Updated: Jan 31
Critics once were fighting off technology to hold on to human interaction are now probably chopping wood to pay off their home loans to Tom Nook.
Why do we crave social interaction?
Human beings are social animals, that’s for sure. For our species to stay healthy and feel secure, we need some social connection. Studies show that a lack of social interaction can lead to loneliness, rapid ageing, health risks and even suicide. In this day and age where we are all desperately searching for that elixir that will add years to our lives and fades the wrinkles on our skin, we tend to forget the best-kept secret to a long and flourishing life is right in front of us: spending quality time with the people we love.
All fine and dandy now we know this, but there’s this other tiny obstruction that holds us back. Oh yes, a global pandemic. How do we safeguard quality time with loved ones, especially during these trying times where physical interaction is strongly discouraged?
The art of faking social interaction with technology
Nothing compares to ‘real’ human interaction. But, technology has come a long way of being a great substitute. Critics that used to frow upon technology are now probably playing online games with friends and family. In these strange times, where it is hard to pop by a friend, family member, or neighbour online games help us reconnect and give us the (false) sense of freedom. Take Nintendo’s latest hit Animal Crossing New Horizons that sold 1.88 million copies in just three days in Japan, where you get to shape your island and design your life as you please. Nothing terrible happens, and everybody is friendly and uplifting (except Gulliver, the ship-wrecked seagull). Katsuya Eguchi, the Japanese game designer that created Animal Crossing based the escapist entertainment game on when he studied abroad, away from friends and family. He acknowledged how important spending quality time is. This memory has laid the foundation for millions of people worldwide during a global pandemic that started in 2020.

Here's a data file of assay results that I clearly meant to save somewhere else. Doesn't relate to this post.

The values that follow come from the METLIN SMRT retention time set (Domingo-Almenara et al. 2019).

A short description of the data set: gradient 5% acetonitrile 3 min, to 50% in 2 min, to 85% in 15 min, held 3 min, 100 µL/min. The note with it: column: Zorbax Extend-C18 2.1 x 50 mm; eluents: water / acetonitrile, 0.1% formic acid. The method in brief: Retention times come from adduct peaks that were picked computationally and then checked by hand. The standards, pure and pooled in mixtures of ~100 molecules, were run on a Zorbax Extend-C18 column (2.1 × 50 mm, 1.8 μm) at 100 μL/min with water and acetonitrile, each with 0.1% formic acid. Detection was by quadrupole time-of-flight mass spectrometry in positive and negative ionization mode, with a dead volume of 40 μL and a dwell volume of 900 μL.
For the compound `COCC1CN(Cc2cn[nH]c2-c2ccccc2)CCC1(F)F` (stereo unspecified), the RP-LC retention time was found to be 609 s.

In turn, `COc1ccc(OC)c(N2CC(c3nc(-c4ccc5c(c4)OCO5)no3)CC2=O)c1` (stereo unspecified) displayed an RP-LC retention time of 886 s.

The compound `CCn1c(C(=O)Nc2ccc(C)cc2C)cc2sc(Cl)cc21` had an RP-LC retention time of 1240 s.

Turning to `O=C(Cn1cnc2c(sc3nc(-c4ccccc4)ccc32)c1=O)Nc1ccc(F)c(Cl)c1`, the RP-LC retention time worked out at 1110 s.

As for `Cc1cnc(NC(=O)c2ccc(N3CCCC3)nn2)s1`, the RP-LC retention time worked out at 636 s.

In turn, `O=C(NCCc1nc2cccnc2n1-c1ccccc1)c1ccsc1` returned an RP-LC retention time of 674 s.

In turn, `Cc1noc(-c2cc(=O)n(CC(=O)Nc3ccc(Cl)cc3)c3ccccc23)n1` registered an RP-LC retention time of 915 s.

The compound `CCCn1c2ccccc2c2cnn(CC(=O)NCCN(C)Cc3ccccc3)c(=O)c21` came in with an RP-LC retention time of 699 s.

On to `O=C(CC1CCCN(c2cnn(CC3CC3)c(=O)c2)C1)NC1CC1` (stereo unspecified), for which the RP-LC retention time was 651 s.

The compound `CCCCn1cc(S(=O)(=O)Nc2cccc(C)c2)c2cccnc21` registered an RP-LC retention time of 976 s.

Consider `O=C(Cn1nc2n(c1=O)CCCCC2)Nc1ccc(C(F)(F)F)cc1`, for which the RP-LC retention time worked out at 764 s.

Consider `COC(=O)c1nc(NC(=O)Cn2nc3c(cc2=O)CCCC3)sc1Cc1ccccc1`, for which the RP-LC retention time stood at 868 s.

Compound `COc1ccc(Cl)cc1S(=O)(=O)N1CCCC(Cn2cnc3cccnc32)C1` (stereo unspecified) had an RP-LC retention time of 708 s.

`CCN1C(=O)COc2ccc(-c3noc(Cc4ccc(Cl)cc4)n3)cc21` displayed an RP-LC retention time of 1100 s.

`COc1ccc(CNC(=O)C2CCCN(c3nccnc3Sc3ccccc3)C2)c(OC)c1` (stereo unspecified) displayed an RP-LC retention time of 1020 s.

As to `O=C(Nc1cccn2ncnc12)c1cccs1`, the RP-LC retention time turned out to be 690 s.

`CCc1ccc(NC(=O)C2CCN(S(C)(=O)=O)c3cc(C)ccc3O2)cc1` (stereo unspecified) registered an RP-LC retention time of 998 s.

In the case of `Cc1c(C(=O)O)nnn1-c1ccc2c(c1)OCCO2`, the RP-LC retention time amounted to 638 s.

Animal Crossing provides the opportunity to visit your friends’ island online, run around and have a blast while in real life, people are losing their jobs, wearing facemasks and try to avoid any social interaction. Take a look at this 89-year-old woman that adores playing Animal Crossing.
Preventing emotional exhaustion
Avoiding problems has never been a good idea. For you to solve them, you need to lean into them rather than run away. As the name already shows, Escapist entertainment is not enabling the consumer to avoid their problems, it is a way to escape whatever they need a break from. Sometimes you need to let a problem rest and recharge, so you gain the strength to pick your problem up again and solve the shit out of it. This action is where technology comes in. Can you imagine how we would have gone through the pandemic without technology? Without streaming services, online video games, e-book providers or delivery services? I certainly can’t.
The pandemic has taught us that technology is not the enemy. It is a tool that fights off loneliness, improves health and brings back that feeling of being in control again.
Preferably on an island diving for shells.
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